Embracing Malaysia Day

In year 2010, September 16 was declared as a public holiday to commemorate the joining together of Malaya, Sarawak, North Borneo (now Sabah) and Singapore to form Malaysia in the year of 1963. However due to major racial riots in Singapore (1964), she was being expel from the federation to avoid more bloodshed which eventually lead to the Independence of Singapore on 9th August 1965.

Sarawak gain its independence on 22 July 1963 prior to the formation of Malaysia from the United Kingdom. The formation of Malaysia was made through Malaysia Bill to the Malayan Parliament on 9th July 1963 and got the Yang di-Pertuan Agong’s consent on 29th August 1963.

Today, the entire nation of Malaysia celebrated its first ‘Malaysia Day’.

So what’s the different between Malaysia Day and National Day?
Malaysia Day is to commemorate the formation of Malaysia between Malaya, Sarawak, Sabah and Singapore (but eventually being expelled due to ideological differences between Singapore and Malaysia leaders) on 16 September 1963 whereas National Day is to commemorate the Malaya’s independence from the British rule which is celebrated on 31st August 1957.

Come to think of it, in my entire dinosaur years as a Malaysian, I’ve been celebrating the National Day when the day is commemorating the Independence of Malaya instead of Malaysia.

*facepalm* Tipah tertipu bang! šŸ™

Anyway, here’s another interesting fact on the formation of Malaysia which until today some Malaysians doesn’t aware of (especially the requirement to travel with passport to enter Sarawak state). Indonesia and Philippines opposed the Federation of Malaysia hence lead to a referendum organised by the United Nations and the Cobbold Commission. It was formed to determine whether Sarawak and Sabah wished to join Malaysia hence the 18 Points Agreement (Sarawak) and the 20 Points Agreement (Sabah) which was accomplished through the enactment of Malaysia Act 1963. In a simple word, those agreements are the deal for Sarawak and Sabah to form Malaysia.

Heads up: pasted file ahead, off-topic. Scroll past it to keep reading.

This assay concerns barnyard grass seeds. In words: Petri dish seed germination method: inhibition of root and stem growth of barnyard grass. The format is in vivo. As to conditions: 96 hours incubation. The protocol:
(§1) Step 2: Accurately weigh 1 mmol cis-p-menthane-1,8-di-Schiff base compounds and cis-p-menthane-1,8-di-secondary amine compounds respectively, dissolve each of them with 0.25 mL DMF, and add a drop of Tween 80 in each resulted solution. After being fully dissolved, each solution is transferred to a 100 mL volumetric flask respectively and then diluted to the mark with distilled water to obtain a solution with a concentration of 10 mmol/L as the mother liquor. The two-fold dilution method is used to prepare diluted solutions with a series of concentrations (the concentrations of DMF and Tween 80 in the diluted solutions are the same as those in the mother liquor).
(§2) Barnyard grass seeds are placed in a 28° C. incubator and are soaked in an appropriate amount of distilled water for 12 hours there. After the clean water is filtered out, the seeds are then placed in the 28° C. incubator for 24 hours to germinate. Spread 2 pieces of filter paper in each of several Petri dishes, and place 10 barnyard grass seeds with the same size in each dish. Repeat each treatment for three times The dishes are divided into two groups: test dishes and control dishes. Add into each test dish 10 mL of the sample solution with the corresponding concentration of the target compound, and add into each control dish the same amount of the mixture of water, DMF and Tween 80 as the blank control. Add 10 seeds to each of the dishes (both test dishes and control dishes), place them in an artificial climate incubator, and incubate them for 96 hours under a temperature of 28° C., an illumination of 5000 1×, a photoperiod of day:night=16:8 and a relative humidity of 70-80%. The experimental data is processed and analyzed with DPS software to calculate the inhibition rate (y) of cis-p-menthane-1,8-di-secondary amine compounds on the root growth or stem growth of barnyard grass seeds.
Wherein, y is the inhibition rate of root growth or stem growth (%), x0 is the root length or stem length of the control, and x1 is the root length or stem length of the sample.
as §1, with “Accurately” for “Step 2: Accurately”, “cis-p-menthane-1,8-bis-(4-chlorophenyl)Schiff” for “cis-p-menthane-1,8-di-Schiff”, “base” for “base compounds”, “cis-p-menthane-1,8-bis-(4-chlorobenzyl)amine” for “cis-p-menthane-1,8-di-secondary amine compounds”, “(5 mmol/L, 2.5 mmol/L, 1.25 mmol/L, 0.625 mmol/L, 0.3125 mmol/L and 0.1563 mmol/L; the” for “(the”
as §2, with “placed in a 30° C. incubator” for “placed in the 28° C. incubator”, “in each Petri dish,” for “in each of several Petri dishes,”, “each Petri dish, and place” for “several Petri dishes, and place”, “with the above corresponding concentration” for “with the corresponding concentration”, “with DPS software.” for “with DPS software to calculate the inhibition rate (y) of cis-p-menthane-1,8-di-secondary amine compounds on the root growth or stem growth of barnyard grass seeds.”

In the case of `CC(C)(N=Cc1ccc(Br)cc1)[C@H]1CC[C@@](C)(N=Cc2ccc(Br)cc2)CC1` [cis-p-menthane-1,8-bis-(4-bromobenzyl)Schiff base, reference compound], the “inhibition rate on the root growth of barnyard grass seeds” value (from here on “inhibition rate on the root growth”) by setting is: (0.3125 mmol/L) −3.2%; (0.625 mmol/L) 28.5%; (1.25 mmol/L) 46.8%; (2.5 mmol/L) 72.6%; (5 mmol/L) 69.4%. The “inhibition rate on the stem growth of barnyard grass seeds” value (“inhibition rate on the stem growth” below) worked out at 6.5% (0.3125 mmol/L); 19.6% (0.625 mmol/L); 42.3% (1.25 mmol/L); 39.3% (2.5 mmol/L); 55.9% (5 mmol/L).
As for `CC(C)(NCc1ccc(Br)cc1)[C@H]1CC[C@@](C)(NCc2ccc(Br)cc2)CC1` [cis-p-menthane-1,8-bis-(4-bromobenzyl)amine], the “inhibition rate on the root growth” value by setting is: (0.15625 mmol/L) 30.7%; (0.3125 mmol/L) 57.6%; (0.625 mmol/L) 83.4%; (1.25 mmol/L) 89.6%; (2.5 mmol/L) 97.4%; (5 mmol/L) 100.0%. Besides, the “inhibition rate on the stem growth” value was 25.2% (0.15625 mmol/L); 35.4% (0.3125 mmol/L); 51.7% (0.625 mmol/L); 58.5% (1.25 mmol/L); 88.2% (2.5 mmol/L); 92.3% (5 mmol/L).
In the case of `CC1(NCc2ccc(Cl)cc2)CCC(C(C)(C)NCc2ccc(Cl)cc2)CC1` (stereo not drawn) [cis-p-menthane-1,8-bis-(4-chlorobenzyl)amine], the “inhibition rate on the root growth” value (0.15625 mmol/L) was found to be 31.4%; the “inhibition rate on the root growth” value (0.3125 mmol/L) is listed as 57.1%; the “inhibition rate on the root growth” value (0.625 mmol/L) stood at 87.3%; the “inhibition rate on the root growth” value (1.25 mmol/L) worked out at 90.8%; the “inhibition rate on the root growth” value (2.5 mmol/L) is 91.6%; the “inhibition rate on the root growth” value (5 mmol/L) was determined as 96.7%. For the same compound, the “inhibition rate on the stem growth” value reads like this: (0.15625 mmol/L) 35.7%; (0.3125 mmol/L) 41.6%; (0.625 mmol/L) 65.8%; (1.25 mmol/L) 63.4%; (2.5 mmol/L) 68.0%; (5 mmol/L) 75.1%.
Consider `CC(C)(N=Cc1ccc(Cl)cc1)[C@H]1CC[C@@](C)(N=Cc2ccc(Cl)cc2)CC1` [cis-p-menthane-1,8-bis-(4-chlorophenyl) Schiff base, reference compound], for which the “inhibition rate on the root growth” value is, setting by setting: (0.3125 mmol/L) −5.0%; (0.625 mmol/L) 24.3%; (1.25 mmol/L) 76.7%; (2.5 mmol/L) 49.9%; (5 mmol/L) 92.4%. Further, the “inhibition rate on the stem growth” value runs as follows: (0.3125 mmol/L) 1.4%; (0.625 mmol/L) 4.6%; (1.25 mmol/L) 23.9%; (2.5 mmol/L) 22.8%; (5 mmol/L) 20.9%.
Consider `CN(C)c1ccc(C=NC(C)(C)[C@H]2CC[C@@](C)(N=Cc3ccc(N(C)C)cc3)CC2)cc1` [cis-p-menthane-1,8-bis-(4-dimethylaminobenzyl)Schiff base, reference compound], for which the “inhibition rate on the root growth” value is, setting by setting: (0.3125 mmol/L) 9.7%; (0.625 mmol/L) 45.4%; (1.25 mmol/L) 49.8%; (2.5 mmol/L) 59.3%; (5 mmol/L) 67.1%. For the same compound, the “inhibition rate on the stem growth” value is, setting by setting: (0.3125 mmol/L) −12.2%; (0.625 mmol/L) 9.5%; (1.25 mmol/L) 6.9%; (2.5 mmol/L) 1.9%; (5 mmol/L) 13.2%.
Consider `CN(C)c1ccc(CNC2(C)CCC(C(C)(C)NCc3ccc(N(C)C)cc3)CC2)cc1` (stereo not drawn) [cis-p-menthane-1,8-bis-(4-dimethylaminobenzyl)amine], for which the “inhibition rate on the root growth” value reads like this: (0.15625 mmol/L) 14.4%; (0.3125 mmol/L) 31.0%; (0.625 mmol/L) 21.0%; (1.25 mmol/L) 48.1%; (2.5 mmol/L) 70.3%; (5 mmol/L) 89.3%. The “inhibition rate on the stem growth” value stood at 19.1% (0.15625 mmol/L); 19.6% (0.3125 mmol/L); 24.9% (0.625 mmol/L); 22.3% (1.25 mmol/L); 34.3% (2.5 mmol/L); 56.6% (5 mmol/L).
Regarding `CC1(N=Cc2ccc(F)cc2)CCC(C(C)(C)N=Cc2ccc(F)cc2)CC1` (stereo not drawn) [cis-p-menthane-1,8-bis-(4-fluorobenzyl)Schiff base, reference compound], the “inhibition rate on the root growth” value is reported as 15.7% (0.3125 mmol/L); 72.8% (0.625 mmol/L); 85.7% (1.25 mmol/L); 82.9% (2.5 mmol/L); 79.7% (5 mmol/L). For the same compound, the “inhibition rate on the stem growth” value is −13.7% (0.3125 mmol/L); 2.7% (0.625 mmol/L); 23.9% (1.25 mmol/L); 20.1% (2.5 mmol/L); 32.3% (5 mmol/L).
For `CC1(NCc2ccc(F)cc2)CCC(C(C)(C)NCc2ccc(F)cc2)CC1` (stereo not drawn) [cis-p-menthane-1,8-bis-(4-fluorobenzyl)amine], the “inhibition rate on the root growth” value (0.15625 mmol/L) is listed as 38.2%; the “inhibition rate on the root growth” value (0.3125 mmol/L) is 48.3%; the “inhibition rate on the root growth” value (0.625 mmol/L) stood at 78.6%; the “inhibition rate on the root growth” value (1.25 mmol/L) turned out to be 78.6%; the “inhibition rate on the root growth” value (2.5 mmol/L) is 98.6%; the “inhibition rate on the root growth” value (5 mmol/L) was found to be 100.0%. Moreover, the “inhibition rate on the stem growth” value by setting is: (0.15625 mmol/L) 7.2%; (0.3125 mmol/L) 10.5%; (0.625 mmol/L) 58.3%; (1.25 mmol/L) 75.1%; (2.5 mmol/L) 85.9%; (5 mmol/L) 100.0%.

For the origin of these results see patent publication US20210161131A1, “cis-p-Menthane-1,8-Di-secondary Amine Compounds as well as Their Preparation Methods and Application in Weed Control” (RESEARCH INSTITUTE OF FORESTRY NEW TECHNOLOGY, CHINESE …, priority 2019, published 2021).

To find out more details on the 18 and 20 Points Agreement, click here or here.

So, there you have it: a brief history of everything (National Day and Malaysia Day).
I think to live harmoniously in a multi-racial community, it is good to learn and to know the history as it provides not only factual findings but the reasons to respect one another. Thank you history. Thank you to unsung heroes too.

As a Sarawakian, I feel that today is the independent day of Malaysia. I will never see ‘National Day’ the same again.

Happy Malaysia Day to fellow Malaysians! šŸ™‚


  1. Fadzmie

    16 September, 2011 at 10:48 pm

    Since the day that I learned that Malaysia’s Day real date, I’ve never celebrate 31st August as happening as I celebrate 16th September. Hehe.

  2. LadyBird EileenĀ®

    17 September, 2011 at 8:17 am

    Fadzmie – well i felt cheated all this while as I’ve been brain washed that we gain our Independence on 31st Aug in school..now that i know, will do the responsibility to let the younger generation to avoid further confusion..thanks for dropping by and hope to see more of your visit soon. šŸ™‚

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